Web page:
Low-income families can access up to $2,000 of free government money without having to put in any of their own money through the Canada Learning Bond. Once your application is approved, the Canada Learning Bond will be deposited directly into your child’s RESP every year that he or she is eligible.

Final word
There’s no doubt about it, Canadians inability to save is now having a direct affect on our children. Housing has obviously played a huge role and what’s most concerning is that we’re currently sitting at record low interest rates. Even a small increase in rates can cause serious cash flow problems for many parents. The CESG is free government money, it’s foolish to not take advantage of it.

12 Comments

  1. Brian So on May 4, 2015 at 9:52 AM

    It’s hard to say no to free money, but other expenses may be tugging at the parents’ purse strings such as RRSP and TFSA contributions and like you mentioned, the rising costs of housing. It is tough for most people to maximize all of their tax sheltered investment accounts and prioritizing education vs retirement fund is as important as ever.

    • Barry Choi on May 4, 2015 at 10:06 AM

      Brian,

      The worst part about the survey was how 80% is saving for their child’s education, but they aren’t all using a RESP. Why wouldn’t they use it?

  2. Stephanie@t he money savvy blog on May 4, 2015 at 11:18 AM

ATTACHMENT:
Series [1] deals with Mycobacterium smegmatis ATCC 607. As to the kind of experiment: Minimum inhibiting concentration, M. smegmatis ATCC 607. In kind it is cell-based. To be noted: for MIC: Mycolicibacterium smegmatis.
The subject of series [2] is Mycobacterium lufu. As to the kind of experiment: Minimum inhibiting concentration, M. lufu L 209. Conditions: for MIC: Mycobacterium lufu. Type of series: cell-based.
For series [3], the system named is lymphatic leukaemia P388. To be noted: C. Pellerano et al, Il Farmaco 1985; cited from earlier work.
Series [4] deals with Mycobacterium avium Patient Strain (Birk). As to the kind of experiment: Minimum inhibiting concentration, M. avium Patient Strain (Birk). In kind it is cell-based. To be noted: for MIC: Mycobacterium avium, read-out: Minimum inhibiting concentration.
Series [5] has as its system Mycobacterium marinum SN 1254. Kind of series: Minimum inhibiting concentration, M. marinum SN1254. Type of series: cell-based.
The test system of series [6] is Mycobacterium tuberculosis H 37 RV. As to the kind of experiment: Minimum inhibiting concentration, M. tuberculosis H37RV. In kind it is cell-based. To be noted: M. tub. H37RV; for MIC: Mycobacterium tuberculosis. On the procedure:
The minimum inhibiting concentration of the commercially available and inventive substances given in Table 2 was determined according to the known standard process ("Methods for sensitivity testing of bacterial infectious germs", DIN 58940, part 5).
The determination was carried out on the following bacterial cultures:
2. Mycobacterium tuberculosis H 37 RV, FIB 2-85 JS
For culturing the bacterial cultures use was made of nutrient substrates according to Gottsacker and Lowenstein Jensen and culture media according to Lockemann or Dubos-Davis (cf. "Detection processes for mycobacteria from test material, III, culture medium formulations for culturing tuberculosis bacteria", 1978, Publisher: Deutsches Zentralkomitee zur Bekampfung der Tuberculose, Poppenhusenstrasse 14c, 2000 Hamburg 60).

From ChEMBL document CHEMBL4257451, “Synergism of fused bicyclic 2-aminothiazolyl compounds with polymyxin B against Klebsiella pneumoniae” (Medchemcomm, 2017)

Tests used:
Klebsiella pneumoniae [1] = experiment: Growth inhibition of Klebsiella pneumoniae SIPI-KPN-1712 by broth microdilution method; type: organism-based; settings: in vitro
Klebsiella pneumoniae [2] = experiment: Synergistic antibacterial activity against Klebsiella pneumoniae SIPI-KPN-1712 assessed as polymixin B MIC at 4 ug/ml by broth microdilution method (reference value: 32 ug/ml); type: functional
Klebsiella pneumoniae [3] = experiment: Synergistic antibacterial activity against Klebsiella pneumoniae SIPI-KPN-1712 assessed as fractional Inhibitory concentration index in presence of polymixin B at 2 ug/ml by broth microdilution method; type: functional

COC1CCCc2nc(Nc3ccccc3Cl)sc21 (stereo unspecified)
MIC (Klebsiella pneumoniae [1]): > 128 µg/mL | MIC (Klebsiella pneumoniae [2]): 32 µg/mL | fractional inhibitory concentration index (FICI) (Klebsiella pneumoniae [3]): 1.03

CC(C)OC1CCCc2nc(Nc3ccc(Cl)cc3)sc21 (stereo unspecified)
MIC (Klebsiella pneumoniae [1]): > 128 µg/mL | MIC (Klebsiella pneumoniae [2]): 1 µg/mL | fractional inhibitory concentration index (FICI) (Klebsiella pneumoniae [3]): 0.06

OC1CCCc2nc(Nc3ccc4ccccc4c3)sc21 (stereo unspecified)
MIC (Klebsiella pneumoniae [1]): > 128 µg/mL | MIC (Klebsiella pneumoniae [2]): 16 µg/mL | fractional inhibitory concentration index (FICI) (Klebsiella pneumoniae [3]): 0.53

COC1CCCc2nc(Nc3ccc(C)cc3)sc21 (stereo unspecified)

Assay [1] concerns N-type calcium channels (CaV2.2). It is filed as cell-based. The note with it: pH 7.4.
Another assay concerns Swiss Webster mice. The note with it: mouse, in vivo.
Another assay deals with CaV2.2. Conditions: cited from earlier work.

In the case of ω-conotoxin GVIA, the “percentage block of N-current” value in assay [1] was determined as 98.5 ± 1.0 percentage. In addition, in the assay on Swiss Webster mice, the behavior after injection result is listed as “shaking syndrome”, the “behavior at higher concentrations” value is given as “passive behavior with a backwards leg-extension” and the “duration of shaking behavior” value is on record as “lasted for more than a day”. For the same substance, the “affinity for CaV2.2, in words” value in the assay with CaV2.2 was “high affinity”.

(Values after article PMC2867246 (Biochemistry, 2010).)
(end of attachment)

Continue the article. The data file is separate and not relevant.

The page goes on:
There is also the question as to whether it is a parents’responsibility to pay for their children’s education in the first place. It is a big debate. I personally think it is better to be able to retire than being able to pay for tuition fees. Most children won’t be able to pay for their parents’retirement…

    • Barry Choi on May 4, 2015 at 11:30 AM

      Stephanie,

      That’s a good point. If it jeopardizes your retirement lifestyle, I agree, let the kids figure it out. Many of the parents helping kids with education or down payments could be hurting their own retirement.

  3. Tawcan on May 4, 2015 at 5:52 PM

    I don’t understand why people say no to free money then complain that they don’t have enough money to go by. Give your head a shake!

    • Barry Choi on May 4, 2015 at 5:54 PM

      Tawcan,

      Maybe they just enjoy wasting money?

  4. Our Big Fat Wallet on May 6, 2015 at 2:21 PM

    I have found for young families its a matter of budgeting and cash flows. Free money is always nice but other priorities (i.e. daycare, vehicle maintenance, house maintenance etc) get in the way

    • Barry Choi on May 6, 2015 at 3:05 PM

      Our Big Fat Wallet,

      Cash flow is definitely the biggest issue. Although other costs do get in the way, it can help to plan for future expenses before they come up.

  5. Sean Cooper, Financial Journalist on May 8, 2015 at 9:58 PM

    I wish RESPs were around when I was growing up. My parents invested $200 in Canada Savings Bond. It didn’t even cover my textbooks for the first semester. While I’m all for saving for your child’s education, it shouldn’t come at the expense of your own retirement savings.

    • Barry Choi on May 8, 2015 at 10:05 PM

      Sean,

      Yes parents too often put their kids above their own retirement planning and that is a huge mistake.

  6. Weekend Reading - camping edition - Tawcan on September 3, 2016 at 12:46 AM

    […] @ Money We Have asks why parents don't like free government money. Again I do not understand why people say no to free money then complains that they don't have […]

  7. Weekend Reading - camping edition - Tawcan on April 23, 2018 at 10:42 PM

    […] @ Money We Have asks why parents don’t like free government money. Again I do not understand why people say no to free money then complains that they don’t have […]

Leave a Comment